Livni: Hamas victory slams shut door opened by Gaza pullout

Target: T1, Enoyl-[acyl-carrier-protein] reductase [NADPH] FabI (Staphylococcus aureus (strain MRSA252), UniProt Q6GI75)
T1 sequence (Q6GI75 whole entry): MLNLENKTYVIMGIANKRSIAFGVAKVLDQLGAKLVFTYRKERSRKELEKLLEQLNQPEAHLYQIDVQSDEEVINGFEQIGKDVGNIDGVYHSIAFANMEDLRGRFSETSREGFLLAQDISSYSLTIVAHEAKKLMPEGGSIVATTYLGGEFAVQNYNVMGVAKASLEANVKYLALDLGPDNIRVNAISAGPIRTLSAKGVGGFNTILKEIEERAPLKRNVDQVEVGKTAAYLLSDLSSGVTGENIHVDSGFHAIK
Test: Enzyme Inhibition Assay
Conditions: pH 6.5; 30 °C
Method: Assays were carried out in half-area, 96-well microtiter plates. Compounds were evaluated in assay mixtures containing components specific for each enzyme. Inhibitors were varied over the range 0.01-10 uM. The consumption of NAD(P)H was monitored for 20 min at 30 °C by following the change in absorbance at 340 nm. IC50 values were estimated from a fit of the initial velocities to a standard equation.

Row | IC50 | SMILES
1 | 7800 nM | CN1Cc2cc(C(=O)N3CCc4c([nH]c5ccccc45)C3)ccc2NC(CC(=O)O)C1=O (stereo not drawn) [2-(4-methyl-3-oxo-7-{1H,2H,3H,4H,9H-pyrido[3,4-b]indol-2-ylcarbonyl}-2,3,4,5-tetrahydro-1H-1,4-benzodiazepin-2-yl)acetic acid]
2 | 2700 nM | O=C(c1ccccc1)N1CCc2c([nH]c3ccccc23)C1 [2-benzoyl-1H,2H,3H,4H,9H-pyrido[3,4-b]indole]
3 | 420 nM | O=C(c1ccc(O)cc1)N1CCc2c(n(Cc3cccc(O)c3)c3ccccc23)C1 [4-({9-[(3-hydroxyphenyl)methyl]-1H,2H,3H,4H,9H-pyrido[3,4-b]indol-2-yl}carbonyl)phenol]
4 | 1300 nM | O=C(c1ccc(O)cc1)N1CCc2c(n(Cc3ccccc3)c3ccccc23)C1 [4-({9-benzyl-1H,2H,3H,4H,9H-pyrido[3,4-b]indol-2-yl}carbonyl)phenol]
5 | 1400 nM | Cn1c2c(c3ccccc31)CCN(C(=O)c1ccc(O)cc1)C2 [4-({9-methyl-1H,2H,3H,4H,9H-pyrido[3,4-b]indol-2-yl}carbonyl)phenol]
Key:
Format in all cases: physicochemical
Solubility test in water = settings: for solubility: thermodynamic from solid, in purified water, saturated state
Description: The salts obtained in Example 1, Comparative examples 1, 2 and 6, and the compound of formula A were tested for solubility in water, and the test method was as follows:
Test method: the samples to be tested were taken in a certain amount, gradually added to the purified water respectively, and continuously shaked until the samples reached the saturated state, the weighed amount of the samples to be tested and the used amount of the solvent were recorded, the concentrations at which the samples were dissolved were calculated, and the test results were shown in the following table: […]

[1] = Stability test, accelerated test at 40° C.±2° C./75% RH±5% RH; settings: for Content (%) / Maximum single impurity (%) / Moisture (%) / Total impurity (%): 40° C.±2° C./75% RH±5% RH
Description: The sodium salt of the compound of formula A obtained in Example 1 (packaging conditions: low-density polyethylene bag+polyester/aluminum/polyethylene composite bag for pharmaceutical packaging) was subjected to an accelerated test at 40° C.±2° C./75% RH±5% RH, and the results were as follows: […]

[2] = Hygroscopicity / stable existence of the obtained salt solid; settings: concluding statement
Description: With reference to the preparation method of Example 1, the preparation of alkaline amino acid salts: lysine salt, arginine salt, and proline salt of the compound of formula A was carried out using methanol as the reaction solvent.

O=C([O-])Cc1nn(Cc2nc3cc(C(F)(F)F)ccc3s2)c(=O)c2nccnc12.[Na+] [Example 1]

Acting Foreign Minister Tzipi Livni appealed to the international community on Friday not to legitimize a Palestinian government led by Hamas, saying that elections are not a "laundry" for terror groups. Speaking to reporters Friday, Livni said that Israel's withdrawal from the Gaza Strip last summer opened a window of opportunity in peace efforts between Israel and the Palestinians. With the election of Hamas "the Palestinians slammed it shut," she said. Also on Friday, Defense Minister Shaul Mofaz instructed the army to continue arresting Hamas terrorists and to step up pressure on Islamic Jihad, which carried out last Thursday's bombing in Tel Aviv. His instructions followed a security assessment that indicated that the terror group might try to take advantage of the situation following the Palestinian elections and escalate terror against Israel, in order to try to establish itself as the vanguard of the armed struggle against Israel. Acting Prime Minister Ehud Olmert declared during a security cabinet meeting Thursday night that any Palestinian Authority government that included Hamas would not be a partner for Israel. "If a [Palestinian] government should arise of which Hamas is a participant, the world and Israel will ignore it and render it irrelevant," Olmert said. The Prime Minister's Office issued a statement after the Thursday night cabinet meeting that read, "Israel will not negotiate with a Palestinian government, even if only part of it is an armed terrorist organization calling for Israel's destruction, and in any case will continue to strenuously fight terrorism everywhere." Although little information leaked out of the evening's security cabinet meeting, diplomatic officials said that Prime Minister Ariel Sharon's top adviser Dov Weisglass and Giora Eiland, the head of the National Security Council, were at loggerheads over Israel's policy toward the elections. According to these officials, Eiland said that Israel should never have allowed Hamas to take part in the elections and blamed Weisglass for championing a policy that let it participate because he did not want a confrontation with the US, which was in favor of Hamas participation. The officials said that Weisglass' argument was that Israel should not go to battle with the US over this issue before the vote, because whatever the results, it would need US support afterward. Channel 2 reported that this disagreement was part of a larger dispute between the two, with Eiland interested in becoming the head of Olmert's foreign policy team, something that would effectively shunt Weisglass aside. Olmert effectively muzzled his ministers and government spokesmen Thursday as the government grappled with how best to deal with a brand new reality: "Hamastan," following the Hamas victory in the Palestinian elections. Consultations were held throughout the day in both the Foreign and Defense ministries, and Olmert convened a meeting of the security cabinet in the evening. In addition, senior diplomatic officials were in close contact with the White House and State Department to coordinate moves over the next few days. While Israel's long-term policy toward the new reality was still being formulated, one senior diplomatic source said that in the short term, Israel's policy would be to speed up the construction of the security fence, continue strikes against terrorist targets and mobilize international pressure on Hamas to change its ways or suffer the economic consequences. One official said that Israel was in no rush to "shoot from the hip," and wanted to carefully explore the various options. He said Israel also wanted to wait to respond until it saw how the international community weighed in. The country's response, diplomatic officials said, would also be dependent on the final make-up of the Palestinian Authority government. Livni met Thursday afternoon with EU special envoy Marc Otte, and Olmert met in the early evening with Quartet representative James Wolfensohn in advance of a key meting of the Quartet in London on Monday. Livni told Otte that after the Hamas victory, the EU must make it clear that Europe would not look understandingly upon a process that would lead to the establishment of a "terrorist government." The EU's foreign ministers are also scheduled to meet on Monday. Livni also talked during the day with US Secretary of State Condoleezza Rice, and US Ambassador Richard Jones was in Jerusalem holding talks throughout the day. TheAssociated Press contributed to this report.